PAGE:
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# Matching the Assessment Method to the Learning Target

## Presentation on theme: "Matching the Assessment Method to the Learning Target"— Presentation transcript:

Matching the Assessment Method to the Learning Target

Developed by… Dr. Ellen Vorenkamp Assessment Consultant Wayne RESA

Support The Michigan Assessment Consortium professional development series in common assessment development is funded in part by the Michigan Association of Intermediate School Administrators in cooperation with…

In this module you will learn about…
The various types of learning targets What each learning target assesses The different methods of assessment, and The best method of assessment for each type of learning target

Balance of Representation
Not all learning targets are created equal Some targets will require more test items than others and some will require different types of assessment methods Number of test items Types of test items Length of time to complete items or tasks

Types of Targets Knowledge Mastery Reasoning Proficiency Skills
Ability to Create Products Dispositions

Knowledge Mastery These targets are often stated using verbs such as knows, lists, names, identifies, and recalls. Targets can either be know outright or by reference. What we teach students to memorize vs. what we teach students to find.

Knowledge Standards Recognize Describe Understands Explains Knows
Identifies Comprehends Stiggins, R., Arter, J., Chappuis, S. & Chappuis, F. (2004) Classroom Assessment for Student Learning: Doing It Right—Using It Well. Assessment Training Institute, Portland, OR.

Example Students will locate negative rational numbers (including integers) on the number line; know that numbers and their negatives add to 0, and are on opposite sides and at equal distance from 0 on a number line.

Reasoning Proficiency
Reasoning targets represent mental processes such as predicts, infers, classifies, compares, concludes, summarizes, evaluates, hypothesizes, and generalizes. 6 general types of reasoning taxonomies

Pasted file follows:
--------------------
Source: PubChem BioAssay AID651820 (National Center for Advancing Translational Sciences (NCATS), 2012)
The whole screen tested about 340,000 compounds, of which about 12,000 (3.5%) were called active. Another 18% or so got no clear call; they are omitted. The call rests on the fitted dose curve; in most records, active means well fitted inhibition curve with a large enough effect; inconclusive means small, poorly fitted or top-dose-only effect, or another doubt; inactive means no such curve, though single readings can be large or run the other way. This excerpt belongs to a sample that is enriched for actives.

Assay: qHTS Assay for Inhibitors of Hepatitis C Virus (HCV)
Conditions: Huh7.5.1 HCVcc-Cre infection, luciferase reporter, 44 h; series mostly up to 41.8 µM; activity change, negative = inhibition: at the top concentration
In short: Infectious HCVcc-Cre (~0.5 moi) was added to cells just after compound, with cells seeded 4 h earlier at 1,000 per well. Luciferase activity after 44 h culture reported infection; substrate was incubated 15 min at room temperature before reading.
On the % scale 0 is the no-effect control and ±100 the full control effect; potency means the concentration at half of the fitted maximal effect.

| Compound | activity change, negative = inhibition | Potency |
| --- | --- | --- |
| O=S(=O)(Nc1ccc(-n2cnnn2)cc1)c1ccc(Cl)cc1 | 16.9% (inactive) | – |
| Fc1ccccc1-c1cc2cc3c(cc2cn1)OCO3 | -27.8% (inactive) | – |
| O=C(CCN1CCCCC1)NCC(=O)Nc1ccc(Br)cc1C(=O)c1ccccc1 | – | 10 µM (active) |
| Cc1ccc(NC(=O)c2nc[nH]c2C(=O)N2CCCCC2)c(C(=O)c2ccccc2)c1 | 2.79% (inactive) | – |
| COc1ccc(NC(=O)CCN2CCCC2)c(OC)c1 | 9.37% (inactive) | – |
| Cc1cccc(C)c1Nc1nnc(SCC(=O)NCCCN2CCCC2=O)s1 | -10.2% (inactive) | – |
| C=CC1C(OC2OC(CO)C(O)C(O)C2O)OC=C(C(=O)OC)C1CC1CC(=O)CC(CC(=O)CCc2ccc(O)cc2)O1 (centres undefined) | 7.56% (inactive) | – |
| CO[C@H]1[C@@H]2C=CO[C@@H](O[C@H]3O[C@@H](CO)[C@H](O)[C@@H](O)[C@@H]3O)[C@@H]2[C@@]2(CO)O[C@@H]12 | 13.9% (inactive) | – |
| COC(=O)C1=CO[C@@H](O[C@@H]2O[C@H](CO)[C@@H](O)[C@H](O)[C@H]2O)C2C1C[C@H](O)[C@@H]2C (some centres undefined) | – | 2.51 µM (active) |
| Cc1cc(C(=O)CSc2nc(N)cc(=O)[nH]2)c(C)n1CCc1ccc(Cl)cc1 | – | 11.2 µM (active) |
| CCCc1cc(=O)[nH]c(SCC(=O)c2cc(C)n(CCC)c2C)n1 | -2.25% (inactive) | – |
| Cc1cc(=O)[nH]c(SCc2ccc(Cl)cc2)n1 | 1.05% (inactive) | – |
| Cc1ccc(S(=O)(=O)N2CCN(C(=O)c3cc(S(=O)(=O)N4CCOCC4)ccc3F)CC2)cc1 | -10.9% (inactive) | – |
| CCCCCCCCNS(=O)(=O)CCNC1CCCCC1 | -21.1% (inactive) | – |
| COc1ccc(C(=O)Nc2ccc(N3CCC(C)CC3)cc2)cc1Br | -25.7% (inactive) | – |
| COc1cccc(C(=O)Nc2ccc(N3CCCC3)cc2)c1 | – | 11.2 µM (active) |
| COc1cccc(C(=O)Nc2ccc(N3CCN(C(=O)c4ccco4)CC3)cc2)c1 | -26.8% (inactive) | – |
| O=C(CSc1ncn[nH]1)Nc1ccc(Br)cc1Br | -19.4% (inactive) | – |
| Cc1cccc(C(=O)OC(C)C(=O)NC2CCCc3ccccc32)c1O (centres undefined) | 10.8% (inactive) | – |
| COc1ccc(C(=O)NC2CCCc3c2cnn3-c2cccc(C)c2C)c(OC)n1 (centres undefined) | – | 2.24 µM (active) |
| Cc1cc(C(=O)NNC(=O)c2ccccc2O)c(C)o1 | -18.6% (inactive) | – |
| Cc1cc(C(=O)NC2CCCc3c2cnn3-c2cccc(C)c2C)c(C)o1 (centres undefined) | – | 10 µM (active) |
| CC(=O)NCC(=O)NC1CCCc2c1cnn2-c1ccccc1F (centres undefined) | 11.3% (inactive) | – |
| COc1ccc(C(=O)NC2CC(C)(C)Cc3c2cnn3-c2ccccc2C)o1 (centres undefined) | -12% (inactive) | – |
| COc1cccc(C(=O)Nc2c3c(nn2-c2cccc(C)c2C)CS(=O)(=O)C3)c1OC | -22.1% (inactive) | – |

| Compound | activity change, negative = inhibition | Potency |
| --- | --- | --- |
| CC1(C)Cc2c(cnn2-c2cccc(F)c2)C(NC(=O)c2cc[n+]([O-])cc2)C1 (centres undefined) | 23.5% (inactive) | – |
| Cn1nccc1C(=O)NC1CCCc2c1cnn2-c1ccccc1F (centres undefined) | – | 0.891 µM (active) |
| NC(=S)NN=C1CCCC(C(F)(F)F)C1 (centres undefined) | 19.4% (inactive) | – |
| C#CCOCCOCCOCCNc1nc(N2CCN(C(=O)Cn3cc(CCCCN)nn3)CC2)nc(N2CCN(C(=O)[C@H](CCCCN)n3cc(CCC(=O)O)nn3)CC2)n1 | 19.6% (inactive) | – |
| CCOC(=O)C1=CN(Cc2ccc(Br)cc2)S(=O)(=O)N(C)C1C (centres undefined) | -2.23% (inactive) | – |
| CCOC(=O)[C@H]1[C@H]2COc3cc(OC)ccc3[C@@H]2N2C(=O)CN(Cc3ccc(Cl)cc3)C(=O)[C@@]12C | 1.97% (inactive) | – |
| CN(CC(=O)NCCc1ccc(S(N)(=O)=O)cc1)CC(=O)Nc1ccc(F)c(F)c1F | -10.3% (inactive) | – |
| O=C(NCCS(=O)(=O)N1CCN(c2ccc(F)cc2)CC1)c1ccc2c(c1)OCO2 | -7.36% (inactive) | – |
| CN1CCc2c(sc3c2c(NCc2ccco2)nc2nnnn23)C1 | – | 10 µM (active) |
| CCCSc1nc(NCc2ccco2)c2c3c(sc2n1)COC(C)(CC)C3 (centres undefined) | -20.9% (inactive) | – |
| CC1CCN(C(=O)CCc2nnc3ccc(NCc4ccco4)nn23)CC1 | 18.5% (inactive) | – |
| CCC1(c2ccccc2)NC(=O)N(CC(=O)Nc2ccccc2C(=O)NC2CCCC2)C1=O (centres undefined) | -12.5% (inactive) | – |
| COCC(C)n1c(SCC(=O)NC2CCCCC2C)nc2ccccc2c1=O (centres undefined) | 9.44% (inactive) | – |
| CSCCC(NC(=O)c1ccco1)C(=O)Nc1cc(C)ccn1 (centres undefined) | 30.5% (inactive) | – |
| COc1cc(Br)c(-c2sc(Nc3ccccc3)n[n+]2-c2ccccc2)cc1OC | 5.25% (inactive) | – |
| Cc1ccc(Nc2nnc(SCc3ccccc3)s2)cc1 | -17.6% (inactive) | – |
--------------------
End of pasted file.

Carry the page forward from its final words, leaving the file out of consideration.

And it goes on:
Reasoning Proficiency
Reasoning Taxonomies Inductive/Deductive Reasoning Analytical Reasoning Comparative Reasoning Classifying Evaluative Reasoning Synthesis

Reasoning and Thinking Standards
Use Analyze Evaluate Make Decisions Formulates questions Make predictions Verifies Compares Contrasts Sets goals Strategize Distinguishes between Examines data and proposes meaningful interpretation Using insights and conclusions from data to generate potential solutions Stiggins, R., Arter, J., Chappuis, S. & Chappuis, F. (2004) Classroom Assessment for Student Learning: Doing It Right—Using It Well. Assessment Training Institute, Portland, OR.

Example Students will compare their viewpoint about a classroom issue with the viewpoint of another person.

Skills Skill targets are objectives that must be observed or demonstrated in order to be assessed. Examples include oral fluency, speaking a second language, serving a volleyball, or playing a musical instrument. Knowledge targets always underlie skill targets; many reasoning targets also underlie skill targets.

Skill Standards Measures Reads aloud Dribbles and passes Participates
Uses simple equipment Demonstrates relationships Pronounces Collects Data Stiggins, R., Arter, J., Chappuis, S. & Chappuis, F. (2004) Classroom Assessment for Student Learning: Doing It Right—Using It Well. Assessment Training Institute, Portland, OR.

Example Students will demonstrate skillful use of appropriate vocabularies, tools, instruments, and technologies of the visual, performing, or applied arts discipline.

Ability to Create Products
Certain targets require students to create a product, such as tables, graphs, essays, or data displays. There are differences between “tasks” and product targets.

Product/Performance Standards
Constructs graphs Develops a plan Creates a product to support a thesis Constructs models Creates a scripted scene Writes simple directions Generating a viable action plan to address the problem Stiggins, R., Arter, J., Chappuis, S. & Chappuis, F. (2004) Classroom Assessment for Student Learning: Doing It Right—Using It Well. Assessment Training Institute, Portland, OR.

Example Students will construct simple charts from data and observations.

Dispositions These targets reflect attitudes and feelings.
They represent valuable affective outcomes we hope students attain as a result of their educational experiences.

Disposition Standards
Likes mathematics Chooses to read for enjoyment Plays basketball for fun Intends to vote in every election Looks forward to science Understands the ethics of the scientific method Wants to participate in community theatre Enjoys opportunities to converse in Spanish Commitment to active and sustained learning Exhibit a passion for learning Stiggins, R., Arter, J., Chappuis, S. & Chappuis, F. (2004) Classroom Assessment for Student Learning: Doing It Right—Using It Well. Assessment Training Institute, Portland, OR.